Steam is constantly taking screenshots while playing Hogwarts Legacy, it has amassed nearly 1 million screenshots now and seems to only take pictures during ALL inputs on my gamepad including thumb sticks, I do not have, nor have I ever had this issue on any other game ever...how can I make it stop?
u/Zenium7 in

BEST: Getting into classes

For diehard "Harry Potter" fans, the early hours of "Hogwarts Legacy" really are a dream come true. The game supplies all the stunning visuals and narrative intrigue that fans have come to expect from the Wizarding World, and the first look at Hogwarts is exactly as exciting as it should be. After getting sorted into a house and settled into a dormitory, players are sent off to attend classes with the rest of the students at the school.


Getting situated in all the classes for the first time is without a doubt one of the most enjoyable parts of "Hogwarts Legacy." Every class introduces a new set of mechanics or a new gameplay wrinkle for players to wrap their heads around. At the same time, each class progresses some aspect of the story just a little further, and all of them introduce new characters for players to get to know. Longtime fans are going to get to walk through some of Hogwarts's most iconic locations as classes carry them to the Defense Against the Dark Arts Room, the Divination Tower, the Herbology greenhouse, and more. 

The first moments in class really make "Hogwarts Legacy" come to life, and they help sell the roleplaying aspect of the game. As classes start, it seems like a world of new opportunities and adventures is unfolding. The game doesn't always live up to the promise of these earliest experiences, but that doesn't make them any less powerful.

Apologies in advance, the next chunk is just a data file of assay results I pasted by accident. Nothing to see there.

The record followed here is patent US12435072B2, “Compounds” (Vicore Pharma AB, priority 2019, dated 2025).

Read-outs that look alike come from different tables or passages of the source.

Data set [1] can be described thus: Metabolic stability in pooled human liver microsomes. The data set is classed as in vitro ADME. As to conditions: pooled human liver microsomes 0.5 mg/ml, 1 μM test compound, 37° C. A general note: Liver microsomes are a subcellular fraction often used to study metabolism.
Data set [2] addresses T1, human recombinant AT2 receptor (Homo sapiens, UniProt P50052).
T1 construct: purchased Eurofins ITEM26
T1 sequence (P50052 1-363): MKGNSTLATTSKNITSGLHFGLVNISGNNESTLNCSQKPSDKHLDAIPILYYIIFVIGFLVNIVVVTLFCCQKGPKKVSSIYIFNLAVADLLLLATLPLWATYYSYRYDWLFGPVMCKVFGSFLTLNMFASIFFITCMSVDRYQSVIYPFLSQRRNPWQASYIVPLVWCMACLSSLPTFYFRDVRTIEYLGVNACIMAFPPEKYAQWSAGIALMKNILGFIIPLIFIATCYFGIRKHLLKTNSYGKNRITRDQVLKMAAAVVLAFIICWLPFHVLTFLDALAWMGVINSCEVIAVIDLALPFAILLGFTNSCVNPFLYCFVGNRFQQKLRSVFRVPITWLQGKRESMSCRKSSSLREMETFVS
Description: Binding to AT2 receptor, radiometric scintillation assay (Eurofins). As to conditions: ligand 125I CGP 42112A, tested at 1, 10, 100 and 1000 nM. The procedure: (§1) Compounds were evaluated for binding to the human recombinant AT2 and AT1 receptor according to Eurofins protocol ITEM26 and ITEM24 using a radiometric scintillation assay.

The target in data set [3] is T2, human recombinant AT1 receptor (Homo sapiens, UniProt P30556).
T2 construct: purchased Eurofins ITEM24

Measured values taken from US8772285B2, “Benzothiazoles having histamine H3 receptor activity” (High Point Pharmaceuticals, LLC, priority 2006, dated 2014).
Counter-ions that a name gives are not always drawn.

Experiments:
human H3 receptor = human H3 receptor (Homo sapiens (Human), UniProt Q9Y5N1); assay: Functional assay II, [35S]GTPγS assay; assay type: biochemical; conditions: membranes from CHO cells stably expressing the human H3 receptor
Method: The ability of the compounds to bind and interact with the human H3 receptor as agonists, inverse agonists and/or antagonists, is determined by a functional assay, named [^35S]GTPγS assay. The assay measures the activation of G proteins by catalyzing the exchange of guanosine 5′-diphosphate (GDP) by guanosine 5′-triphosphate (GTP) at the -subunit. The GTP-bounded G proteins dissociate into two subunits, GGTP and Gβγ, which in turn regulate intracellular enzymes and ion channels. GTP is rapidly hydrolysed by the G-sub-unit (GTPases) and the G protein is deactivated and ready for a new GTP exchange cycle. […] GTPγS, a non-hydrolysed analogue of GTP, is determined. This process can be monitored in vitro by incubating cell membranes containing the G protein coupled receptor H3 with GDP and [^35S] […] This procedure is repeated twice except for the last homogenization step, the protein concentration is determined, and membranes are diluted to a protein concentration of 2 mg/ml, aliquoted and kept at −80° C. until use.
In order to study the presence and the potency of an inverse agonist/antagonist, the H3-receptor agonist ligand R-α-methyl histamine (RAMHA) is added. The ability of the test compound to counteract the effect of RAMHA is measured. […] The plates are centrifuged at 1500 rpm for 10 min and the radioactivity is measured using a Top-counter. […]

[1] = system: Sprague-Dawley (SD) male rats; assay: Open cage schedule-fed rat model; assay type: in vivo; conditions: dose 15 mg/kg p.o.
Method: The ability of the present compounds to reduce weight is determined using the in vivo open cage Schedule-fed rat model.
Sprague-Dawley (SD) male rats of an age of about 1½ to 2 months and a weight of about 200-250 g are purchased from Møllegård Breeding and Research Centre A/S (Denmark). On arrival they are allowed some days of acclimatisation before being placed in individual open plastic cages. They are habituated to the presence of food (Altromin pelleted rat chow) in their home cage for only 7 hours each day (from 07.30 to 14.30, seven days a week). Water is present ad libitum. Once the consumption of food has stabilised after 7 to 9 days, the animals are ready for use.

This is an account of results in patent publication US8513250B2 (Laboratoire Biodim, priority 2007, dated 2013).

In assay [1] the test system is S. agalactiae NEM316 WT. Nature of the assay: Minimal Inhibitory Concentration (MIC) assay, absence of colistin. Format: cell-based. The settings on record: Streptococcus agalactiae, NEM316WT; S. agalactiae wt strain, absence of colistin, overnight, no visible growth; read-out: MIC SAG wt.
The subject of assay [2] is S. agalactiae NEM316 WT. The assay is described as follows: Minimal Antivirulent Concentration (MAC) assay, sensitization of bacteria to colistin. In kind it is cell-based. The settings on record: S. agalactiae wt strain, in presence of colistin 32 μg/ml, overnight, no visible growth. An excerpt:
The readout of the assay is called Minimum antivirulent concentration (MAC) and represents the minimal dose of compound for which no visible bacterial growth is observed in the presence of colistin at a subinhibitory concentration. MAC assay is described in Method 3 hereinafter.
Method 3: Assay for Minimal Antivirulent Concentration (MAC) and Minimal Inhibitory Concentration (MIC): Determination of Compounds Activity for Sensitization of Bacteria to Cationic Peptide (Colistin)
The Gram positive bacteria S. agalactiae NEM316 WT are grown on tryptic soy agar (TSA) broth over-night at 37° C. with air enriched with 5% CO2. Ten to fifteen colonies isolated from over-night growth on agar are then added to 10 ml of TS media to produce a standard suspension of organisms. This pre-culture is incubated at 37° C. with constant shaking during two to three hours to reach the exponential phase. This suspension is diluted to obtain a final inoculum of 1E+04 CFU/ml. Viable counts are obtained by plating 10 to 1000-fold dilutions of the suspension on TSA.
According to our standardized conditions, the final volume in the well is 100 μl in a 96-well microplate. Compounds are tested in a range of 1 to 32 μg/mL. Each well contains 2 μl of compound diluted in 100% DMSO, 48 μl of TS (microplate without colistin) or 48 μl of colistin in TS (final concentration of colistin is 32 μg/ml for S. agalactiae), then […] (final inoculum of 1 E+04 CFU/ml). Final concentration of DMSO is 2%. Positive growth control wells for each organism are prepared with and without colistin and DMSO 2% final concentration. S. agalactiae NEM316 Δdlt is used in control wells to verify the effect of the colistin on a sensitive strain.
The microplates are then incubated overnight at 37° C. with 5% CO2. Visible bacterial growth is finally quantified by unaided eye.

WORST: Actually going to classes

The fantasy of being a student at Hogwarts begins to crack shortly after players are introduced to all of their classes. Despite the initial excitement that each class has to offer, they quickly devolve into a series of mundane tasks that slowly eke out benefits to a player's character. In some ways, "Hogwarts Legacy" might have effectively captured the feeling of being a high school student forced to slog through the day, but that's not a real positive point for the game.


As opposed to a game like "Persona 5," in which players actually sit in class and answer questions, "Hogwarts Legacy" treats its classes like side missions. This does give players a bit more freedom in choosing which objectives to pursue and when to tackle them, but it also basically turns every class into a series of fetch quests. Finding items and completing simple objectives to progress every class isn't necessarily boring, but after the initial elation of being a Hogwarts student wears off, classes begin to feel like a chore — just like in real life!

BEST: Exploration

It will probably surprise no one that getting to explore Hogwarts and its surrounding areas is one of the highlights of the game. The world surrounding Harry Potter and his friends has always been one of the franchise's biggest draws, and "Hogwarts Legacy" gives players more access to that world than any game that's come before.


Hogwarts itself is fully realized, and the team at Portkey Games did an excellent job in not just recreating the layout of the castle, but also making it feel lived in. The halls and classrooms are filled with students, teachers, and ghosts going about their lives – or afterlives – players can easily sink themselves into all the hubbub. Around every corner there's something new to be discovered, and stumbling into a major location from the books or movies always feels like seeing an old friend.